I bought two boxes of Lipton tea: apple flavored black tea and peppermint plain infusion. Each box contains 15 individually packed teabags. Other flavors available are strawberry, vanilla, and caramel. For infusion (no tea leaves used), there are two kinds: peppermint and chamomile. I read the information on the carton box about the ingredients, and I am glad that they use real (dehydrated) fruit. A little artificial flavor is still used, though.

It is raining again outside, and it’s a little bit chilly. A cup of hot tea would be heaven! And I got this new tea to taste. Born and raised as a Javanese, I always like my tea sweet. Instead of adding sugar, I add one block of Lo Han Kuo in my tea this time. Healthy and… hmmmm…. You should try it!

What’s on your plate, and what’s not? I wanna know!

If what you eat defines who you are, what you don’t eat completes the picture. My neighbor Sherly eats a lot of vegetables and avoids McD, KFC, and the likes at all costs, even though they are the closest to your door after your empty fridge. Sherly doesn’t use tap water for brushing her teeth and washing her hair, let alone drinking. She buys water in gallons from a supplier. Thanks to her, I also subscribe to water gallons for drinking. Tap water is fine with me for washing hair and brushing teeth, and once in a while, I still eat junk.

So, those are the rough pictures of Sherly and me seen from some of what we decide to do and not do. Can you read our personalities? Roughly and partially, yes. It is easier to read someone from what they consume, because they are usually tangible. If you’re interested in trying to get into someone’s personality, I would suggest that you also try to find out about what they do NOT consume. What can you see in someone who only drinks sweetened drinks (and tends to avoid plain water), smokes two packs of cigarettes (sometimes more but never less), and indulges himself in fatty and fried food (and skips vegetables) beyond physical consequences, such as possible bloated stomach and high cholesterol? Could we at least say something about his low level of self discipline? Can’t jump into a decision too quickly, but details like those are also hard to ignore, are they not?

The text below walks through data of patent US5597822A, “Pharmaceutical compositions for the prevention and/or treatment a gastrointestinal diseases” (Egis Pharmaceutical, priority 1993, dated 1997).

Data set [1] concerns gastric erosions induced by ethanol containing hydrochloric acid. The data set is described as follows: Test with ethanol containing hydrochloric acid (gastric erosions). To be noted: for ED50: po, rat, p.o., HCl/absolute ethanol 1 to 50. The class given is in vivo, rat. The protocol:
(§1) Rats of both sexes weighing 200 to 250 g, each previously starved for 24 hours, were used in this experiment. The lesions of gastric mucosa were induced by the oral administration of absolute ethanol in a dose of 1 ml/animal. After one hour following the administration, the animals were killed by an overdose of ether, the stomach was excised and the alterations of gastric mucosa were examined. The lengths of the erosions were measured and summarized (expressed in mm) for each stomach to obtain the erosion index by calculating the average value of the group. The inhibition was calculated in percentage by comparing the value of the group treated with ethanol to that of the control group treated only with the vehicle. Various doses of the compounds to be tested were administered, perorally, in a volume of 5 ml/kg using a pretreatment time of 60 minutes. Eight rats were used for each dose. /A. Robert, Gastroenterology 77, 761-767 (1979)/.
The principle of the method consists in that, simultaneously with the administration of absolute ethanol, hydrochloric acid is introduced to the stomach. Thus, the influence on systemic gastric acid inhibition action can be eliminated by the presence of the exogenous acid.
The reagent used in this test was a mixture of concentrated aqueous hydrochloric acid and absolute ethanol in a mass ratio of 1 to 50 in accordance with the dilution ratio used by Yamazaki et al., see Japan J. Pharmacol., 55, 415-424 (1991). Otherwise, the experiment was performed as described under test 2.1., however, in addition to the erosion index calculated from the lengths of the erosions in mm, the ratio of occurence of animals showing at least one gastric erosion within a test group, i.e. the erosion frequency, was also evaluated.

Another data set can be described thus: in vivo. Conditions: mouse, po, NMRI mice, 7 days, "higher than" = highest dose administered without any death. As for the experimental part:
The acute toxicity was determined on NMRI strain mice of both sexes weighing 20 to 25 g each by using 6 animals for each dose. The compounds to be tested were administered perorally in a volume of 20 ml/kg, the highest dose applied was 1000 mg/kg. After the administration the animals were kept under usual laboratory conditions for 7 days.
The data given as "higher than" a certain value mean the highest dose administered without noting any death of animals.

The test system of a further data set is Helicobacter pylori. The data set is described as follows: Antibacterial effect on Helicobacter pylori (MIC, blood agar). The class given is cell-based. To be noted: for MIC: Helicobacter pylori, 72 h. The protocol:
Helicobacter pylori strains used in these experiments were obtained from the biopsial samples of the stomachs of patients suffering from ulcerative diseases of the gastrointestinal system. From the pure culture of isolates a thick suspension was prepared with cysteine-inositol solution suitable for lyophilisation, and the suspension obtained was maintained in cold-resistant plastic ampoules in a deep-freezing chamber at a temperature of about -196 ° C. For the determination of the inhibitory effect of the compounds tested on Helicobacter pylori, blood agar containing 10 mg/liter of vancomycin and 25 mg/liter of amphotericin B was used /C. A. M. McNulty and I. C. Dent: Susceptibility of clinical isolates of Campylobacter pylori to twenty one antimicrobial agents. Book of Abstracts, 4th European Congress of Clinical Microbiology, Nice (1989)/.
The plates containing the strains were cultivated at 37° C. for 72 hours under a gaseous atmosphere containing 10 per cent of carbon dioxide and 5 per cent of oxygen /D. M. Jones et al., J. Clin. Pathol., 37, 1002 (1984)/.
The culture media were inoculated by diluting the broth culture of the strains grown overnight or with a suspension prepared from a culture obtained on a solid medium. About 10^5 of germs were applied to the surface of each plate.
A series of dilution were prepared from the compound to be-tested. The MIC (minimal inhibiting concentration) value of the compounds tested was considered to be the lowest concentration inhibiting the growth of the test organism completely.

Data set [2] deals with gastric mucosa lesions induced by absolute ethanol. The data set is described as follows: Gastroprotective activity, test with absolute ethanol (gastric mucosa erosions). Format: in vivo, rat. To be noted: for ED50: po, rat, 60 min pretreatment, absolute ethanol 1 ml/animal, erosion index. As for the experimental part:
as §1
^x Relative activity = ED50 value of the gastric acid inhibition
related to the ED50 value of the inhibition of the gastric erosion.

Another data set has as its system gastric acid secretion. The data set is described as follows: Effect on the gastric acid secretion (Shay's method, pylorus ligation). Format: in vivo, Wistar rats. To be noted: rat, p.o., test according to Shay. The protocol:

Some people change their diets along the way, so this is also interesting to study. The ‘why’s’ behind the decisions to consume things and not consume other things can say something about someone’s character, or a change in character, in the case of a changed diet. Given that people have the choices, of course. Let me tell you of what I have quit consuming: cigarettes (since 3 years ago). I used to have two or three glasses of coffee a day; now the number is reduced to one (since one month ago). I used to be matter of fact about drinking water; now I spend IDR3,500 (45 cents) every day for a bottle of 1.5 liter water to be consumed at work. What can you tell about me, apart from the slight financial change in my wallet? Skip that. Now, what can you tell about you from what’s NOT on your plate?